Monday, March 5, 2007

A rainy day

Monday was a rainy day, the first since the first week we were here. Selwyn and Tom used the second cabin as a shop and built a sawhorse, known as a burro here. Unfortunately they didn’t have enough scrap lumber to build two burros, so they used the single burro and an empty window to support doors they were sanding in preparation for staining and hanging them in the first cabin. Tom pulled nails in the second cabin, which are on most of the studs since they didn’t come out when we ripped down the paneling. We’d been told that the cabins were made at different times, and that the quality of the first cabin is slightly better than the quality of the second. This task proved that statement true, since in the first cabin Tom and Selwyn ended up either driving the nails into the studs or sanding them off, since they were impossible to pull out of the hardwood without tearing the heads of the nails off with the pry bar. In the second cabin, the nails popped nicely out of the pine studs. Tom also cleaned up around the building that will be our tool shed, preparing to re-side it so we have a dry, secure place to store the many tools that we are already collecting. I started cleaning gutters that Selwyn had removed from the roofs. The gutters were filthy, some with an inch or so of muck with the roots still in it from the plants that had begun to grow there since the property was deserted. Fortunately we had good water pressure, so I was able to hose out the bulk of the mess, then attack the rest with a scrub brush and a bucket full of bleach. Because part of our water supply will be rainwater collection, we want the gutters as clean as possible to start.

When it started raining hard enough that I didn’t want to be outside even for a wet job, I went to San Antonio to check email. Just as I was preparing to leave the internet cafĂ©, we received an email from Noah saying that we’re ready to close. So, on the way home, I stopped the truck at the top of one of the hills, got out in the pouring rain, and called Noah, arranging to meet him Tuesday morning.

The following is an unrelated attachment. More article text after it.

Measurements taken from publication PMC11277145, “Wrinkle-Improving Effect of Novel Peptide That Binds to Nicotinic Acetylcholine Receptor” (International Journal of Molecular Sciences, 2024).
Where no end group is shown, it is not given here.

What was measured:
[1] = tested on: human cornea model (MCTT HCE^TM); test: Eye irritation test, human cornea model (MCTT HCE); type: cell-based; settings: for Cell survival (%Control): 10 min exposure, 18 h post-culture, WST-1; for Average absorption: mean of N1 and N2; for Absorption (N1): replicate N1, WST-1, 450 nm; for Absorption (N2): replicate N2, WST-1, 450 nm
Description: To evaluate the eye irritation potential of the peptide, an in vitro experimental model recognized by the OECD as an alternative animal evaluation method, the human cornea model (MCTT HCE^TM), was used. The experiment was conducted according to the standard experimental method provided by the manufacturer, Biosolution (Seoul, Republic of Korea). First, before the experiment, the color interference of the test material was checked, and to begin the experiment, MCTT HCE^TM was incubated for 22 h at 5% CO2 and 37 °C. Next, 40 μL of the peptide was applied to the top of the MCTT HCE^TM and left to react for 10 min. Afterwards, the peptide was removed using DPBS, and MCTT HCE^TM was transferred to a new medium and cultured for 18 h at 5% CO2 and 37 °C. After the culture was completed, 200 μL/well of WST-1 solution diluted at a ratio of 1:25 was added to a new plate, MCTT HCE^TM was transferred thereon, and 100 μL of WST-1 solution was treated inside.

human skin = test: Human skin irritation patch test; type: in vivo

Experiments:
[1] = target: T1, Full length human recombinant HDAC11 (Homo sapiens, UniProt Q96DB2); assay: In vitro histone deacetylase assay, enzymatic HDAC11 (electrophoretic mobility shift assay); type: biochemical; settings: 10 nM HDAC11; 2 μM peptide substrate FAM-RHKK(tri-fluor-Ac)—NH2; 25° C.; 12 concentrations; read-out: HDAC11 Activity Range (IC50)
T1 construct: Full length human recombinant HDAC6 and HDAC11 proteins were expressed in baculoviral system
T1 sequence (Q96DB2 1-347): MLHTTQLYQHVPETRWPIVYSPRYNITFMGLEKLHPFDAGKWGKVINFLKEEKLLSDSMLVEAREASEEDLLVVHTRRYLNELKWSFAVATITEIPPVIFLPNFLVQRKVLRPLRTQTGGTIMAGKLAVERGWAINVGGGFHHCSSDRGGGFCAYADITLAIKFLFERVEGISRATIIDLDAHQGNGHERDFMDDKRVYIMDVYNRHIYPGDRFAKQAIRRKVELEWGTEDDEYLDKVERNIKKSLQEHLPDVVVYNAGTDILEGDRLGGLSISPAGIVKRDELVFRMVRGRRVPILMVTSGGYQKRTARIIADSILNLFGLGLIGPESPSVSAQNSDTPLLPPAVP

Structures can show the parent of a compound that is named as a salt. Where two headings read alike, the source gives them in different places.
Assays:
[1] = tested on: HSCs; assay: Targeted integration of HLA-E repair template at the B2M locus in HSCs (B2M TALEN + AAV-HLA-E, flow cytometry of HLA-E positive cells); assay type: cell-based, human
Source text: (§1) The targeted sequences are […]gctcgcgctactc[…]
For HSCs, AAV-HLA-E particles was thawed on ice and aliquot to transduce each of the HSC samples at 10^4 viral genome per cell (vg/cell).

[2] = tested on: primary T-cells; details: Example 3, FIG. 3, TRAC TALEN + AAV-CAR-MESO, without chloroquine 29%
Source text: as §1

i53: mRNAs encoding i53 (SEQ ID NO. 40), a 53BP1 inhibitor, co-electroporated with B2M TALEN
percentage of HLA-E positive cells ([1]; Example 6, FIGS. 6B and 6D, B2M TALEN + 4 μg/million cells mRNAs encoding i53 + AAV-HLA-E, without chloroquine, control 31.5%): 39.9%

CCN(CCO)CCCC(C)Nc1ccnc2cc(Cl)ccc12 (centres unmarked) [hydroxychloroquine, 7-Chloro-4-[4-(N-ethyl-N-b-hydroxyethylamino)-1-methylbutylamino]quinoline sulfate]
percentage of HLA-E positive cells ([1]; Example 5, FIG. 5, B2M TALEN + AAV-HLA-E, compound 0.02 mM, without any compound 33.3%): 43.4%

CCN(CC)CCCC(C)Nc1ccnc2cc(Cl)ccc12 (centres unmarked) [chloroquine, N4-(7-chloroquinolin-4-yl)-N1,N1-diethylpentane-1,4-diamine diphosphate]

A cold front came in with the rain, so at the end of the day we turned on the water heater for hot showers. We haven’t been using the camper’s water heater since it almost blew up on us in Texas. Cold showers really aren’t all that bad when the outside temperature is in the 80’s, the water temperature is in the 70’s, and you’re really hot from working all day, but we decided that since it was a chilly 70 and we hadn’t been sweating in the sun all day, we were due for our first hot showers in a while. These were probably the first really hot showers since we’ve been in Belize since the campground showers were warmed by the heated shower heads, but were definitely not hot. We both decided to waste a little water and do luxurious things like shave and condition our hair, and talked all evening about how nice it was to stand under hot running water. It doesn’t take much to make us happy!

Over the past weekend, Tom and I scared ourselves a little. When Tom was cleaning up on Friday evening, he had noticed that his yellow hammer wasn’t in its spot in his tool box. He walked all around both cabins looking for it, inside and outside, and didn’t find it. Saturday morning, we decided to explore and clear the trails running out on the property from the cabins’ site. We were up and down all the trails multiple times as we figured out how they fit together. The entire time we were clearing trails, we were watching the ground – or so we thought – since this was the area where Tom and Selwyn had seen and killed the fer-de-lance snake. As we were coming down the trail from the water tower for the last time, we both stopped dead in our tracks at the end of the trail near the second cabin. The hammer was lying on the ground, right in the middle of the trail. We have no idea how both of us managed to walk over it, multiple times each, while we thought we were watching the ground for snakes. We’re not sure if we’d rather believe that we’re completely ineffective as far as watching where we step, or if the Mayan gods were playing tricks on us during the full moon. Either way, it looks like we’re at least a little bit crazy.

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